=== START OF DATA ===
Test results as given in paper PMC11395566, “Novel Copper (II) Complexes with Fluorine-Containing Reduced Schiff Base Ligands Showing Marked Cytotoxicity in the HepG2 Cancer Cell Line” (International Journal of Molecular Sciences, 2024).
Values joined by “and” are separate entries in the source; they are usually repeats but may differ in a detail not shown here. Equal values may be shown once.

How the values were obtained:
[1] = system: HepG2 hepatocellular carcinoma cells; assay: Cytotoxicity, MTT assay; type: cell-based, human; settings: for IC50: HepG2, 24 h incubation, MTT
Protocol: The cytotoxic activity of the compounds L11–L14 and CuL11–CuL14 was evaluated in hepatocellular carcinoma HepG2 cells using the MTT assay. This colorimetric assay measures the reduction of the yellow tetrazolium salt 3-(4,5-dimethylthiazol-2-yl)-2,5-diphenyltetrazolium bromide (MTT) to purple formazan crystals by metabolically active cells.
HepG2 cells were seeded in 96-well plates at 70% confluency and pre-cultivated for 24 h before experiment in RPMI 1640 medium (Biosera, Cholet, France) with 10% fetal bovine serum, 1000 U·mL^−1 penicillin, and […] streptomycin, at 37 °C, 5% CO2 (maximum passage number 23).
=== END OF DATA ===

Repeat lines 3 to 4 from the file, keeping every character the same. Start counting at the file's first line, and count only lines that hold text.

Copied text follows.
How the values were obtained:
[1] = system: HepG2 hepatocellular carcinoma cells; assay: Cytotoxicity, MTT assay; type: cell-based, human; settings: for IC50: HepG2, 24 h incubation, MTT